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Curr Opin Oncol. 1998 Mar;10(2):95-9.

Biology and management of acquired severe aplastic anemia.

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  • 1Johns Hopkins Oncology Center, Baltimore, MD 21287-8967, USA.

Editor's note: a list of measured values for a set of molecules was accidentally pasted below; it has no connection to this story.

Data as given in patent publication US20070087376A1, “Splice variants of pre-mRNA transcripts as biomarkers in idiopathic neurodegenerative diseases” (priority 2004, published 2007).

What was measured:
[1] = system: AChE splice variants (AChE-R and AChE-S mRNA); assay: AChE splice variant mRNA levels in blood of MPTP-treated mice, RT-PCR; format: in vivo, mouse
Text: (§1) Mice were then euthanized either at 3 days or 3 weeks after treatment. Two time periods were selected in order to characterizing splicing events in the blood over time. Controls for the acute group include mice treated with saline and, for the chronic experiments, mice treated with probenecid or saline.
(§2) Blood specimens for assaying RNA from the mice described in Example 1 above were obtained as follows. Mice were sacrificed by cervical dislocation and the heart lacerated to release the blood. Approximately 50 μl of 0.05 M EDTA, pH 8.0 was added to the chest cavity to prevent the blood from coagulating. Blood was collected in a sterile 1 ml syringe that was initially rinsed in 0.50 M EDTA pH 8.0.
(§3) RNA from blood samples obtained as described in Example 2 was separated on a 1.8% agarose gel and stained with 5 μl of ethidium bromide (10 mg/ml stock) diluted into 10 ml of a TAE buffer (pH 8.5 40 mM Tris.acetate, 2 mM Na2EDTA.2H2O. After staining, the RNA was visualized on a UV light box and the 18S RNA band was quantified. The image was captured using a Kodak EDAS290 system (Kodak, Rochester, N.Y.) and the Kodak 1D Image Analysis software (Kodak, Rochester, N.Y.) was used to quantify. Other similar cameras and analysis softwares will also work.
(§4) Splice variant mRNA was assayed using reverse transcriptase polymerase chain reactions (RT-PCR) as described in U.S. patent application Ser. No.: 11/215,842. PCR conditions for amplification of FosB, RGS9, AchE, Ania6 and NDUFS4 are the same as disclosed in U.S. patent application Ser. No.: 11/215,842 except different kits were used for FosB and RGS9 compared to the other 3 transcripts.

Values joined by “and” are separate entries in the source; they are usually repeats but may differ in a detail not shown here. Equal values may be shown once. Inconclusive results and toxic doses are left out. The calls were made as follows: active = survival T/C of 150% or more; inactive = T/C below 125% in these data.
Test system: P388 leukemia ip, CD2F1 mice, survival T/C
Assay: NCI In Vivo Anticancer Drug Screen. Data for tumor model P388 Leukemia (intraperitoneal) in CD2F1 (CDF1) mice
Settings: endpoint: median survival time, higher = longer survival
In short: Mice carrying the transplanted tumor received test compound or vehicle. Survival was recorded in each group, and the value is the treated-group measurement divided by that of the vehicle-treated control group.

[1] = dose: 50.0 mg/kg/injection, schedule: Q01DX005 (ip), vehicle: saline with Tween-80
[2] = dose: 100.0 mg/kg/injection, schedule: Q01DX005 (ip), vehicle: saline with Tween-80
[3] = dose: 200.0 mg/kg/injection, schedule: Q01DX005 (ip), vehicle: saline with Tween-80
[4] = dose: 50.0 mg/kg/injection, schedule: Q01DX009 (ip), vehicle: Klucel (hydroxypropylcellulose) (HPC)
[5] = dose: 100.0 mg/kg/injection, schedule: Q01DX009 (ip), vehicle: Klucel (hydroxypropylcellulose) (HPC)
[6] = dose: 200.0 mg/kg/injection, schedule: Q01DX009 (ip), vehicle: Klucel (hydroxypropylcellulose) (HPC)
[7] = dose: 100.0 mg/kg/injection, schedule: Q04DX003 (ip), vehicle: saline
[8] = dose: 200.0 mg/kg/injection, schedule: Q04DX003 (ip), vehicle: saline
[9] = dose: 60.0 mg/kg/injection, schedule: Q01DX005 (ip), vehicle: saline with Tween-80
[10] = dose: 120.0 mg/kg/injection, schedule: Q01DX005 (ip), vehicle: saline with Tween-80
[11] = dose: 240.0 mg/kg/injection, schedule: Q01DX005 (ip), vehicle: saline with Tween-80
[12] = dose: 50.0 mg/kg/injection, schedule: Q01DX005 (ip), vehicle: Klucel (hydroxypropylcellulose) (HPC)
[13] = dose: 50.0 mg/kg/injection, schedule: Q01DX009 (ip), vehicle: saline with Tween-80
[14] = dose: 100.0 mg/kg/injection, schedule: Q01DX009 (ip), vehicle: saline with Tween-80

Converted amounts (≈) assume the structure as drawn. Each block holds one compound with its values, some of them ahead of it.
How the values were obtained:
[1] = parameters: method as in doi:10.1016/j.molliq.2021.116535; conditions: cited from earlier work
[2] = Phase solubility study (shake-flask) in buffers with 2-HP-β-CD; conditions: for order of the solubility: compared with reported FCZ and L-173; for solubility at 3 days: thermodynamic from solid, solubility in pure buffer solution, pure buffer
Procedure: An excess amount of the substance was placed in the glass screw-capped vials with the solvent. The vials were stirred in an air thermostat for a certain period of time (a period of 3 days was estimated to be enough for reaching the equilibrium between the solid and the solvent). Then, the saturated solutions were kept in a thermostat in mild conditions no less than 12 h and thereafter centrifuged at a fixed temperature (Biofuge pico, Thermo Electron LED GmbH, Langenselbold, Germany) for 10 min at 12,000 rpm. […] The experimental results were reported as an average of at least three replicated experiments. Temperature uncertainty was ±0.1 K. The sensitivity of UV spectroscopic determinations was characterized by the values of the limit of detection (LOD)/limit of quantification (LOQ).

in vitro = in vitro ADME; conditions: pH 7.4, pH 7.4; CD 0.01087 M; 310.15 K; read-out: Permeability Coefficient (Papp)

Severe aplastic anemia (SAA) is a life-threatening bone marrow failure disorder characterized by pancytopenia and a hypocellular marrow. Drugs, chemical exposure, radiation, and viruses are implicated as etiologic agents, although the majority of community-acquired SAA is idiopathic. Regardless of the inciting event, most cases of SAA result from immune-mediated destruction of bone marrow progenitor cells, which spares pluripotent hematopoietic stem cells. SAA is treated by either allogeneic bone marrow transplantation (BMT) or immunosuppressive therapy. BMT restores normal hematopoiesis and cures the disease in 60% to 80% cases, with the major causes of failure being graft rejection and graft-versus-host disease. Most patients treated with immunosuppressive therapy recover hematopoiesis sufficiently to not require transfusions and are free of infection, although in many, recovery is incomplete. Moreover, up to 50% of SAA patients successfully treated with immunosuppressive therapy relapse or develop a secondary clonal disorder, such as paroxysmal nocturnal hemoglobinuria, myelodysplastic syndrome, or leukemia. High-dose cyclophosphamide without BMT is capable of restoring normal hematopoiesis with little or no risk of relapse or secondary clonal disorders. A number of effective treatment options for the treatment of SAA are now available. The optimal approach for definitive management of SAA continues to evolve.

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